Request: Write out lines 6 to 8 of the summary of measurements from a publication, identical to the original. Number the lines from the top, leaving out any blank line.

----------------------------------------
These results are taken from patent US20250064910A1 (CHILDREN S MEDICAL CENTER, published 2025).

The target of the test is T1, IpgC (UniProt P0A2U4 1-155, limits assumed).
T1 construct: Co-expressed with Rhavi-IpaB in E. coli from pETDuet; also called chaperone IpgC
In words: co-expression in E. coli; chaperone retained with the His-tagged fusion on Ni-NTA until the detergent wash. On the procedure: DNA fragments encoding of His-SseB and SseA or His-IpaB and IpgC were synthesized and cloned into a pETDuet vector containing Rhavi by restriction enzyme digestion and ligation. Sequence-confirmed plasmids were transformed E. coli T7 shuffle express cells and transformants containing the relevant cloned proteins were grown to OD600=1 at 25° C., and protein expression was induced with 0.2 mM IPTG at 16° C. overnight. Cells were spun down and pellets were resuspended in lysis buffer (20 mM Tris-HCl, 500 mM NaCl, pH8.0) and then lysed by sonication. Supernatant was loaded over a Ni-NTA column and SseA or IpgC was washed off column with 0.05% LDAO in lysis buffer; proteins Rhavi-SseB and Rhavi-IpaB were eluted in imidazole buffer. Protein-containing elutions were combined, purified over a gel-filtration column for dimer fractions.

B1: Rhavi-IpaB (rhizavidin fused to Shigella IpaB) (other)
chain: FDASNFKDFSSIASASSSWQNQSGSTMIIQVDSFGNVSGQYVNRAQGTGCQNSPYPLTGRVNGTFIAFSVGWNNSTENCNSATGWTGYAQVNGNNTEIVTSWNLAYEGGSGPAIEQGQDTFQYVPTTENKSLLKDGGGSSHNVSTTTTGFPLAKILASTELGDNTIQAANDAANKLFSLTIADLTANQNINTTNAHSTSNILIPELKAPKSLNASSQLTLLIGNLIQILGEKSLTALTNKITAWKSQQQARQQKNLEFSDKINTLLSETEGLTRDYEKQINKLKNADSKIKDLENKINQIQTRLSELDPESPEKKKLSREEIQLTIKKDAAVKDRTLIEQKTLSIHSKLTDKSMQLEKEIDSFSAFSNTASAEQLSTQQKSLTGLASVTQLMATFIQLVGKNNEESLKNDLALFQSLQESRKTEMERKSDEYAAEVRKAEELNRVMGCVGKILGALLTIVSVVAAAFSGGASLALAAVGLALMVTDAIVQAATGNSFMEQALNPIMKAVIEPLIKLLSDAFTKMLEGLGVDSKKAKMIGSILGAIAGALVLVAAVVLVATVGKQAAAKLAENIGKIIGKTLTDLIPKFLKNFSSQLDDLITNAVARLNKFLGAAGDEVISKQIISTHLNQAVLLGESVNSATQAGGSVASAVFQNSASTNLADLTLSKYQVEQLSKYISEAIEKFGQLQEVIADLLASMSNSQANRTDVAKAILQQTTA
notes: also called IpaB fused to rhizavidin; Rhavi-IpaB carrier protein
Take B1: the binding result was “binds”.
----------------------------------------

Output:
chain: FDASNFKDFSSIASASSSWQNQSGSTMIIQVDSFGNVSGQYVNRAQGTGCQNSPYPLTGRVNGTFIAFSVGWNNSTENCNSATGWTGYAQVNGNNTEIVTSWNLAYEGGSGPAIEQGQDTFQYVPTTENKSLLKDGGGSSHNVSTTTTGFPLAKILASTELGDNTIQAANDAANKLFSLTIADLTANQNINTTNAHSTSNILIPELKAPKSLNASSQLTLLIGNLIQILGEKSLTALTNKITAWKSQQQARQQKNLEFSDKINTLLSETEGLTRDYEKQINKLKNADSKIKDLENKINQIQTRLSELDPESPEKKKLSREEIQLTIKKDAAVKDRTLIEQKTLSIHSKLTDKSMQLEKEIDSFSAFSNTASAEQLSTQQKSLTGLASVTQLMATFIQLVGKNNEESLKNDLALFQSLQESRKTEMERKSDEYAAEVRKAEELNRVMGCVGKILGALLTIVSVVAAAFSGGASLALAAVGLALMVTDAIVQAATGNSFMEQALNPIMKAVIEPLIKLLSDAFTKMLEGLGVDSKKAKMIGSILGAIAGALVLVAAVVLVATVGKQAAAKLAENIGKIIGKTLTDLIPKFLKNFSSQLDDLITNAVARLNKFLGAAGDEVISKQIISTHLNQAVLLGESVNSATQAGGSVASAVFQNSASTNLADLTLSKYQVEQLSKYISEAIEKFGQLQEVIADLLASMSNSQANRTDVAKAILQQTTA
notes: also called IpaB fused to rhizavidin; Rhavi-IpaB carrier protein
Take B1: the binding result was “binds”.